The Government was drawn into another row over its use of statistics today after the Labour deputy leader Harriet Harman was criticised by an official watchdog.
Sir Michael Scholar, head of the UK Statistics Authority, said Ms Harman's use of figures on the pay gap between men and women was potentially misleading.
His rebuke came after Ms Harman, also Minister for Women, used a figure for the gender pay divide more than twice the level used by official statisticians.
A press release issued by the Government Equalities Office on April 27 said women were on average paid 23% less per hour than men.
But the Office for National Statistics puts the figure more than ten points lower at 12.8%.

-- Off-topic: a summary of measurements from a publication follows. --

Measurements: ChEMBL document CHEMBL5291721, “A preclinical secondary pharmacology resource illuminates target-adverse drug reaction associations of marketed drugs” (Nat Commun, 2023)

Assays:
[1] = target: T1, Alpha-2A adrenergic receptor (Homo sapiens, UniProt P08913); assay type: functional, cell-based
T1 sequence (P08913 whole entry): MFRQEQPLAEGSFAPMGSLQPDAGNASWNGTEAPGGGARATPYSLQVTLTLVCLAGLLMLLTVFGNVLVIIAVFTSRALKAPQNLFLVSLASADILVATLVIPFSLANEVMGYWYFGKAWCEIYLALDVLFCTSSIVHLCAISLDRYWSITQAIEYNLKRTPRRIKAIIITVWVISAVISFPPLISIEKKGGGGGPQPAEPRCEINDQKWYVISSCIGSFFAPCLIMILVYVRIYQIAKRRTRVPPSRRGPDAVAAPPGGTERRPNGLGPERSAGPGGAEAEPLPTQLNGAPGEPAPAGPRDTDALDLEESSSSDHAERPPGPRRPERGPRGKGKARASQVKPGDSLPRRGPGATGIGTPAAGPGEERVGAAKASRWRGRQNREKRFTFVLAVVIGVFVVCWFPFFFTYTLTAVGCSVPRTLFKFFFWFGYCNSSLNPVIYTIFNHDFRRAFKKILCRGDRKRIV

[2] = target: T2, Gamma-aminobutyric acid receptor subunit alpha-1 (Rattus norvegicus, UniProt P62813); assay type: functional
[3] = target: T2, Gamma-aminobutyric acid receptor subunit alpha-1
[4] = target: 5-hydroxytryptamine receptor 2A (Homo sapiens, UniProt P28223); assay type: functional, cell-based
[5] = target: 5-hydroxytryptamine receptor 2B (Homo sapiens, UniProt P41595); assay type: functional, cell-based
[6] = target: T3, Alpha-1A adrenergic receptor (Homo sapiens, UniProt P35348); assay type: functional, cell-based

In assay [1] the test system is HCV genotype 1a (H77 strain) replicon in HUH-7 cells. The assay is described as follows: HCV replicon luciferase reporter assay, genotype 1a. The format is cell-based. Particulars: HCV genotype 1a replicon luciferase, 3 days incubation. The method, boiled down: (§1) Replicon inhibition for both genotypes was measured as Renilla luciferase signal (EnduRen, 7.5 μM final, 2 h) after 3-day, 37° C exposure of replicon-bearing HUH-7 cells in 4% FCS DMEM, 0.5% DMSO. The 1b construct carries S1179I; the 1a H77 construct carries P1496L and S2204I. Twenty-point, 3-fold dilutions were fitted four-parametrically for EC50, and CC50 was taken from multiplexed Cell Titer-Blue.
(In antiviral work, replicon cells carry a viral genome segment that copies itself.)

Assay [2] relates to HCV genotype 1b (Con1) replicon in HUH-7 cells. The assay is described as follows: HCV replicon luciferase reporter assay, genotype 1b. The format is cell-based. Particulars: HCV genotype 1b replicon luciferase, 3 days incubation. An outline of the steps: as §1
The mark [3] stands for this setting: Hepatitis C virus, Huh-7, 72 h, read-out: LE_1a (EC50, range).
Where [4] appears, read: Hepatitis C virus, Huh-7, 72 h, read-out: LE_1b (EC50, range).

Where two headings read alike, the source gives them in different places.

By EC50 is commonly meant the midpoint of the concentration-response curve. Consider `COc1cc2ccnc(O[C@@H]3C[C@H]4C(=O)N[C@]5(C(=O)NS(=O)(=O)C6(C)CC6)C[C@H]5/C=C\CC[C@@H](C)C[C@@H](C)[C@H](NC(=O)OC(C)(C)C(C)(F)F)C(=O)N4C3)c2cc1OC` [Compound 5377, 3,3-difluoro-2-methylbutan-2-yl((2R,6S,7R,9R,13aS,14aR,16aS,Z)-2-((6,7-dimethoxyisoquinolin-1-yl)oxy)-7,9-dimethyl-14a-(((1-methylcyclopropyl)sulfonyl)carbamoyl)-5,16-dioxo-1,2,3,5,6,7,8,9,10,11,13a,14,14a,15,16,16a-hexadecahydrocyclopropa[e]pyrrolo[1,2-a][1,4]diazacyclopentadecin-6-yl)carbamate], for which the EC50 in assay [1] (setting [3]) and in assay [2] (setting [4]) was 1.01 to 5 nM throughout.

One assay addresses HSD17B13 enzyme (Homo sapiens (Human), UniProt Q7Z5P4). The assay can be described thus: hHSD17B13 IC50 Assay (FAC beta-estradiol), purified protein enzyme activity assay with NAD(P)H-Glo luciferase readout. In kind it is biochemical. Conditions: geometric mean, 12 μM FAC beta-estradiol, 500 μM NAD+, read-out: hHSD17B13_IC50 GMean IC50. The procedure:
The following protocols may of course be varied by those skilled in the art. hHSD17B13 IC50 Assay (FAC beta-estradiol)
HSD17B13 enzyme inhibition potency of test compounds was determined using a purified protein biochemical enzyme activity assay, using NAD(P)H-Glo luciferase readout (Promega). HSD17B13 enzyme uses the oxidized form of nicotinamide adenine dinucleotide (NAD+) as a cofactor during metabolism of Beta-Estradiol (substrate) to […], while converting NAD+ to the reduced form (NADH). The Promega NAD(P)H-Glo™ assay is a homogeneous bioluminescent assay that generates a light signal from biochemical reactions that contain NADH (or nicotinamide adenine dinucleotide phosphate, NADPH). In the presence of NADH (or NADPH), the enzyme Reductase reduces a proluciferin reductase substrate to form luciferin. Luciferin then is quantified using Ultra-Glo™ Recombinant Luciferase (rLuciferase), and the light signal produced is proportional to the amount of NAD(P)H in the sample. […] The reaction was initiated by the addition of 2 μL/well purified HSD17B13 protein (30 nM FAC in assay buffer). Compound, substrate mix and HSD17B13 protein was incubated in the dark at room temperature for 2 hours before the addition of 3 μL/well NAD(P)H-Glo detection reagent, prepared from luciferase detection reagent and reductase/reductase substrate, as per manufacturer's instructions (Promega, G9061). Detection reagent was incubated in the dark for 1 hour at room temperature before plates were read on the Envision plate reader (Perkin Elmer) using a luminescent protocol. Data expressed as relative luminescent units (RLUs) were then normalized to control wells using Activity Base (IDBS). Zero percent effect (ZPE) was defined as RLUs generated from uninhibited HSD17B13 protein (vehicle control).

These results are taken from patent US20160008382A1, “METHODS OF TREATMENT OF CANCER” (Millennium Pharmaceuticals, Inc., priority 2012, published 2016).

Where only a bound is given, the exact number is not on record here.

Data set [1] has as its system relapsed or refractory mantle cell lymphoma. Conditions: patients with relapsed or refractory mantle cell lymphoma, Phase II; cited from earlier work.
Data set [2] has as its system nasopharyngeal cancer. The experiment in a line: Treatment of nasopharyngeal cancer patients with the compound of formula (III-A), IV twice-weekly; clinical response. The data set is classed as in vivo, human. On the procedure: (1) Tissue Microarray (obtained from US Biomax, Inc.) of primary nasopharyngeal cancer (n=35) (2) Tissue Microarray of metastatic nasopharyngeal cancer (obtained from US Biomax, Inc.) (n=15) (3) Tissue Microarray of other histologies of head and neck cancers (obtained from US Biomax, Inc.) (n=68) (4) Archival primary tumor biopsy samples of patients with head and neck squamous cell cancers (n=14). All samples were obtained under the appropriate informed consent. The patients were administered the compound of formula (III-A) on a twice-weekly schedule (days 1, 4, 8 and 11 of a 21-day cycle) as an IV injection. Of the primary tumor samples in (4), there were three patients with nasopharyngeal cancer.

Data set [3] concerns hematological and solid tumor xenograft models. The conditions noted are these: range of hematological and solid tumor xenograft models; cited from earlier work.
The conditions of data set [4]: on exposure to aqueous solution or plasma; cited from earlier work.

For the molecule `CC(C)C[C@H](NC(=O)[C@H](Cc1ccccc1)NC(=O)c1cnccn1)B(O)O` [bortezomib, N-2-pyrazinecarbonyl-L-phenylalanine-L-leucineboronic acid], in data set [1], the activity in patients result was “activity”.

In a letter to Ms Harman, Sir Michael said the use of different figures was "likely to confuse the general public".
He added: "The Statistics Authority is concerned that this may undermine public trust in official statistics."
"It is the Statistics Authority's view that the use of the 23% on its own, without qualification, risks giving a misleading quantification of the gender pay gap."
A source said Ms Harman's department was warned about using the figure beforehand but went ahead anyway.
Both figures were taken from the same annual survey of hours and pay, and are based on average hourly earnings excluding overtime.
The ONS measure is based on full-time earnings alone while the GEO figure includes full-time and part-time workers.
Both men and women who work part-time are paid less, but the vast majority of part-time workers are women. That means including all part-time workers in the figure could exaggerate the pay divide.
Sir Michael said neither measure was "entirely satisfactory" on its own and suggested different ways to discuss the gender pay gap that were "impartial and objective".